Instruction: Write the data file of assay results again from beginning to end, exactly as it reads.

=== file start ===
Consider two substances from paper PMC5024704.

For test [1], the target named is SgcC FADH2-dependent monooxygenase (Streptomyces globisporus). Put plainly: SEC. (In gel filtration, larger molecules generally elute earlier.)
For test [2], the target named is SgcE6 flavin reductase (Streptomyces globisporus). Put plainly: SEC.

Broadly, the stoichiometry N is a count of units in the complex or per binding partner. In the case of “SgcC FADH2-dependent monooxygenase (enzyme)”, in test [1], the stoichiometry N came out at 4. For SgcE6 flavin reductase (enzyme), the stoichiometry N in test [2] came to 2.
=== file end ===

Consider two substances from paper PMC5024704.

For test [1], the target named is SgcC FADH2-dependent monooxygenase (Streptomyces globisporus). Put plainly: SEC. (In gel filtration, larger molecules generally elute earlier.)
For test [2], the target named is SgcE6 flavin reductase (Streptomyces globisporus). Put plainly: SEC.

Broadly, the stoichiometry N is a count of units in the complex or per binding partner. In the case of “SgcC FADH2-dependent monooxygenase (enzyme)”, in test [1], the stoichiometry N came out at 4. For SgcE6 flavin reductase (enzyme), the stoichiometry N in test [2] came to 2.